On 13 mar, 10:42, fom <fomJ...@nyms.net> wrote: > On 3/12/2013 10:24 PM, Virgil wrote: > > > > > > > > > > > In article <email@example.com>, > > spermato...@yahoo.com wrote: > > >> On Wednesday, March 13, 2013 11:19:51 AM UTC+11, 1treePetrifiedForestLane > >> wrote: > >>> yes, and the proper infinite series with which > > >>> it is to be compared, is the "real number," > > >>> 1.0000..., not omitting any of the zeroes > > >>> on your little blackboard, dood. > > >>> see Simon Stevins; *creation* of teh decimals, > > >>> including this sole ambiguity, 15cce. > > >>>> It s a symbol which represents an "infinite series", > > >>>> which in turn is a sequence. > > >> yesw but .9999... is a non-finite number > >> and 1.0000.. is a finite number > >> thus > >> when maths shows > >> .9999... is a non-finite number = 1.0000.. is a finite number > >> it ends in contradiction > > > 0.9999... and 1.0000... are numerals (names of numbers), not numbers. > > They are only different names for the same number. > > And, in addition, to say that 1.000... is > finite may also be arguable. > > As names, decimal expansions are what they > are. 1.000... expresses a particular name > exactly. Without the full expression, one > must consider scenarios involving rounding > error. In that case, the finite representation > corresponds to an equivalence class of > decimal expansions that round to whatever > finite number of significant digits specifies > the system of finite abbreviation. > > To say that 1.000... is finite without > qualification is to invoke a convention that > is not intrinsic to the system of names that > grounds the representation. > > Of course, it is a common convention... > > ...that ought not invalidate mathematics.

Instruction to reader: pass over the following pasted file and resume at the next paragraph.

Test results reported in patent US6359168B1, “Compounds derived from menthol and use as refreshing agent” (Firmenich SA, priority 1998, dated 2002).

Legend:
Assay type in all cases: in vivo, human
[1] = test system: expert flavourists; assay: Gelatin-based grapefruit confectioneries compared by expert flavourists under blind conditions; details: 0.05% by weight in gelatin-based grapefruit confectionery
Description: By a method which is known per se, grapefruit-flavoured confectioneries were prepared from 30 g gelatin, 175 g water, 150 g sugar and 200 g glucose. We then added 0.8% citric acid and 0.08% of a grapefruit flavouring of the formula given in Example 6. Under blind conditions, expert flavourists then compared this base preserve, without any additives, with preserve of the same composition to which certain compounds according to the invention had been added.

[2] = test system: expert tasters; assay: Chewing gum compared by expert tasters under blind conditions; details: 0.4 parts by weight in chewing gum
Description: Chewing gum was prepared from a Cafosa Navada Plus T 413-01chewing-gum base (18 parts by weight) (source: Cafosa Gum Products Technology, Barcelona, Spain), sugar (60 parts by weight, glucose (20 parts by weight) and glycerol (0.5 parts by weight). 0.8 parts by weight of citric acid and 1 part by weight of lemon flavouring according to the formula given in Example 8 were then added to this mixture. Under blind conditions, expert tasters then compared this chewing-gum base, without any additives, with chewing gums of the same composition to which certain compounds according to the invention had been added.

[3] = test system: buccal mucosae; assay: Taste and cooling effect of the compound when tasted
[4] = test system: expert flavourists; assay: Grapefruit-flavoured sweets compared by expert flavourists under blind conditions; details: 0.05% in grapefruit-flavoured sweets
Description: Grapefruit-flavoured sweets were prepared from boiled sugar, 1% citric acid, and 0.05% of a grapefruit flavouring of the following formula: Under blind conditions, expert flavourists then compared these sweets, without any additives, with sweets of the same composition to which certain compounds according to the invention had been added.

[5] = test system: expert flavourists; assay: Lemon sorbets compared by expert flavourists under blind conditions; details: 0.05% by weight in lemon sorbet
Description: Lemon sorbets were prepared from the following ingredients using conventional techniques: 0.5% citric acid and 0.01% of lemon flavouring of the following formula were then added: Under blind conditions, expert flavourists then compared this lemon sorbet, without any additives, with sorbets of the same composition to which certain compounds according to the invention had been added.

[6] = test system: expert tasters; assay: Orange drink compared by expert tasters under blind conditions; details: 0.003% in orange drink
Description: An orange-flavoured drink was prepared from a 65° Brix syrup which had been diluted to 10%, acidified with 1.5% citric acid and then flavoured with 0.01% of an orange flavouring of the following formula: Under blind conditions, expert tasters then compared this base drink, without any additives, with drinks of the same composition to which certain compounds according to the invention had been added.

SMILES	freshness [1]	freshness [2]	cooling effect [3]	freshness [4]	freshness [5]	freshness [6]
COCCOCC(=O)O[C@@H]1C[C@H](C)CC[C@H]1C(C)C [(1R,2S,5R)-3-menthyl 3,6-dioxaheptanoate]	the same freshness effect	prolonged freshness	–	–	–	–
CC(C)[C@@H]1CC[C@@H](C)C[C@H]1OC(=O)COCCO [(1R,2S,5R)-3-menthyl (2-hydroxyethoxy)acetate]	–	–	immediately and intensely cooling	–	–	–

Silly man 0 is not a mathematical object it have no magnitude when used for counting and measuring it is just a label that an operation exhausted it's operands.